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Worlds 2019 Group Stage Day Six: Griffin Have Landed

Michael Hassall  | 
Griffin

Griffin looks like a completely different team to the one that struggled in the first week of groups. (Image via Riot Games)

Today was make or break time in Group A of the Worlds 2019 Group Stage. With G2 starting the day as the undefeated winners, while Cloud 9 and HKA desperately fought to remain relevant. But a specter hung over the group. A sleeping Griffin, whose name had for much of the year always been followed by “chokes,” suddenly became one of the most dominating forces in the group stage and went flawless in one of their best-ever performances.

FINAL STANDINGS – GROUP A

  1. Griffin (6-1)
  2. G2 Esports (5-2)
  3. Cloud 9 (2-4)
  4. Hong Kong Attitude (0-6)

Read Also: Worlds 2019 Group Stage Day Five: FPX Rise to Top

Griffin > Cloud 9

Heading into our first game of the day, Cloud 9 reversed their previous roster swap, with Dennis “Svenskeren” Johnsen returning to their starting lineup for their first two games. Cloud 9 needing to win this to escape groups once again, while Griffin needed to prove they’d overcome their off-the-rift issues with coaches and controversy.

Griffin started by banning away the Veigar for C9, while C9 blocked off the Yuumi lane. Rather than opt for mages in the bot, both teams switched with more traditional ADC picks. Overall, C9 picked an extreme dive and engage composition with global ultimates, while Griffin opted for individual lane pressure.

As the game kicked off, C9 immediately felt the power of Griffin’s champions, as first blood was secured of the mid lane dive, and a second kill found in the 2v2 engage in the top lane. With this early lead, Griffin proceeded to drag out the laning phase, their composition’s strongest point in the game. Because C9 relied on their ultimates for their largest advantage, this massively delayed their power spikes, and at the 11-minute mark, Griffin dived and aced their opponents, going up 7-0.

Things went from bad to worse, as Griffin began to shove down lanes. C9 couldn’t get anything going. And apart from a single kill onto Griffin’s Lee “Tarzan” Seung-yong, which required every ultimate the team had, the NA hopefuls rolled over. After 24 minutes, the game was finished, and Griffin victorious.

G2 Esports > Hong Kong Attitude

G2 entered this game looking to maintain their spot at the top of the group, against a team that had given them the hardest time so far. Not wanting to mess about, G2 picked up the super-strong Xayah/Rakan lane, with Ryze mid, and Kayle top. They allowed Hong Kong Attitude the Yuumi pick and were confident in outplaying their opponents. Notably, Marcin “Jankos” Jankowski on his Olaf would prove to be a crucial part of the G2’s draft and HKA’s downfall.

Early game, G2 looked for dives, but nothing materialized. As the laning phase progresses, G2 just wasn’t able to get any advantage. At 11 minutes, HKA pushing in using the strength of their champions and grabbed an easy Rift Herald, shortly after picking up a top tower. Amazingly, even after losing their gold lead and giving up several objectives, G2 seemed too confident enough to engage their opponents. After some fantastic individual outplays, G2 moved back into the driver’s seat as they began to take control.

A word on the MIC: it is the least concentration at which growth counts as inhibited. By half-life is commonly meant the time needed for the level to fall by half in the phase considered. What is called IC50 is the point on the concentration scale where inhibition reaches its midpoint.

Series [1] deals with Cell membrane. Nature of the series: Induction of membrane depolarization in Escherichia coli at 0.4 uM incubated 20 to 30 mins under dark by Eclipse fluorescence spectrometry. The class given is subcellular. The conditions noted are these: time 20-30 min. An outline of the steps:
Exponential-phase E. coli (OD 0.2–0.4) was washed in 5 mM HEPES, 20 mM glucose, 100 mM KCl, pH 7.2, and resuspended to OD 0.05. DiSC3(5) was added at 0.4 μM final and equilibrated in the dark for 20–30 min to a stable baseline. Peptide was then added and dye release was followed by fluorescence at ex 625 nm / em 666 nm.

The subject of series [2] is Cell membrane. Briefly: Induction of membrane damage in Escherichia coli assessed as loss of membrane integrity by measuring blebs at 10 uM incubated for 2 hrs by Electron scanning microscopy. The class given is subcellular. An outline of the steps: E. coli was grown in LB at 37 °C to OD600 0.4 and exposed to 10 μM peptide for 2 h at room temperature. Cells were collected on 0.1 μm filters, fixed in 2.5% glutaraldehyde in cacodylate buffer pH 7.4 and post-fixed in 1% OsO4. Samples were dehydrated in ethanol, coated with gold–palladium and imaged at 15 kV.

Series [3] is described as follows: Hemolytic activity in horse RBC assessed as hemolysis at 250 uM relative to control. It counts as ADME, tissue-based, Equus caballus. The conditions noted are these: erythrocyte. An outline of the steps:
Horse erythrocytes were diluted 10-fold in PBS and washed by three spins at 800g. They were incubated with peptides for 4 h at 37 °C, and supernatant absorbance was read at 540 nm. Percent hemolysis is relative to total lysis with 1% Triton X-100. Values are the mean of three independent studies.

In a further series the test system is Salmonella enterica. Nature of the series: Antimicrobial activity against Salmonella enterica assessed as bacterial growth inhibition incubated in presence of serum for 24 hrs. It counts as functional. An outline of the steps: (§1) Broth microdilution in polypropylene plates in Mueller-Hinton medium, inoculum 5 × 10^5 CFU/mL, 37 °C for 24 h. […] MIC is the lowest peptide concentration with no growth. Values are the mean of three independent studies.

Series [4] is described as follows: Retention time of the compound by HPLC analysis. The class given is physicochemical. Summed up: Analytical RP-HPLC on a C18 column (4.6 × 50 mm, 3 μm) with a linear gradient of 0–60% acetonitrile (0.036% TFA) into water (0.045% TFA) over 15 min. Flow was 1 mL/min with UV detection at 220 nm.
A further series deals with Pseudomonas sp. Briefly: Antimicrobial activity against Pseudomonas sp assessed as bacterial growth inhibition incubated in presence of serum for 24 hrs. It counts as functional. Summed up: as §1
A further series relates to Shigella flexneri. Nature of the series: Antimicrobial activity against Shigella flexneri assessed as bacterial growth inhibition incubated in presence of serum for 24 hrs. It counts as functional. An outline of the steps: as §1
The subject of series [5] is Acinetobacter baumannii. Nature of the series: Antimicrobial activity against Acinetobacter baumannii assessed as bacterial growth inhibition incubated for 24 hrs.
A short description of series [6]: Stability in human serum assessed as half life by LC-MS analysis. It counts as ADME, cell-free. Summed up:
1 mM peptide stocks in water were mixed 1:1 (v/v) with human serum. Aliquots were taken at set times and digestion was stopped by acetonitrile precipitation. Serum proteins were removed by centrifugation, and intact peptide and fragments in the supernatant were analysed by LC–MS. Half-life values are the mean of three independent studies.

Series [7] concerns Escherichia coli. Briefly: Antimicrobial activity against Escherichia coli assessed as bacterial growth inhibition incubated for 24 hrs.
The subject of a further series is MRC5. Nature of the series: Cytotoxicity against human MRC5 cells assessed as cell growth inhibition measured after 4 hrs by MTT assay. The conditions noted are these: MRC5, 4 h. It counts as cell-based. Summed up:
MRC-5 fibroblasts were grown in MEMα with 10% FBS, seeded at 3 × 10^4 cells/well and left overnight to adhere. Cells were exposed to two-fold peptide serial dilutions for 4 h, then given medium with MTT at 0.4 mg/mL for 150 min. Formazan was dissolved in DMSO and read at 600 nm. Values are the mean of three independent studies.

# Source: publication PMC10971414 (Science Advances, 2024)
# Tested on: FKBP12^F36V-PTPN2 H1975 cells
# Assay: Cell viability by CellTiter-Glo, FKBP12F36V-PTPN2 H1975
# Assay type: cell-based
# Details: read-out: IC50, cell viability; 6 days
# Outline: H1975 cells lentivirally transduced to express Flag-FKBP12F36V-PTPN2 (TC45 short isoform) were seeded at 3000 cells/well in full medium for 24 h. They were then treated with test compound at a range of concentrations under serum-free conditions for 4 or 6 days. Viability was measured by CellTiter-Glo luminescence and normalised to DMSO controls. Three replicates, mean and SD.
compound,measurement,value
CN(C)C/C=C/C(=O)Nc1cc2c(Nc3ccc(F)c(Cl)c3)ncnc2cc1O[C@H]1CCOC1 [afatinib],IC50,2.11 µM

Something seemed to click with G2, and HKA found themselves losing every engage, being picked off, and unable to retaliate against G2. At 23 minutes, G2 secured the Baron, but with HKA still strong from their early game advantage, the match was far from over. It took another seven minutes for G2 to clean things up, as their opponents clung on, but eventually, the EU champs picked up the win. This had the added effect of eliminating both HKA and Cloud 9 from contention in one fell swoop.

Griffin > Hong Kong Attitude

With HKA out of contention, Griffin was playing to try and force a tiebreaker. And to help things along, HKA seemed to make a big blunder in bans, allowing the Yuumi Garen to get through without contention. Combined with the fantastic poke potential of Elise and Jayce, and the raw early game bullying of Camille, Griffin looked well equipped to win the game. Meanwhile, HKA found themselves on individually strong champions like Lee Sin, Syndra, and Xayah, but little in terms of overall team composition.

As the match began, this lack of synergy was apparent, as Griffin quickly forced flashes in both the top and bot lane. But amazingly, after an incredible outplay, HKA’s Chen “3z” Han grabbed a pair of kills in the top lane and rocketed his team into the lead.

After this amazing individual performance from their top laner, HKA could dig their heels in and try and slow down Griffin’s power spikes. And it seemed to be working. 3Z was generating a considerable lead over Griffin’s Choi “Sword” Sung-won, and the rest of HKA was able to grab the game’s first tower on the back of his play. But in the meantime, Griffin had taken a pair of Infernal Drakes, and in an all-out fight, they’d clearly defeat HKA. At 20 minutes in, Griffin tested this theory, pushing their opponents off the mid tower and grabbing several kills in the process. From this point, there was nothing HKA could do. The Yuumi, with its incredible poke, was sat on an unkillable Garen, and Griffin shortly after secured their victory.

G2 Esports > Cloud 9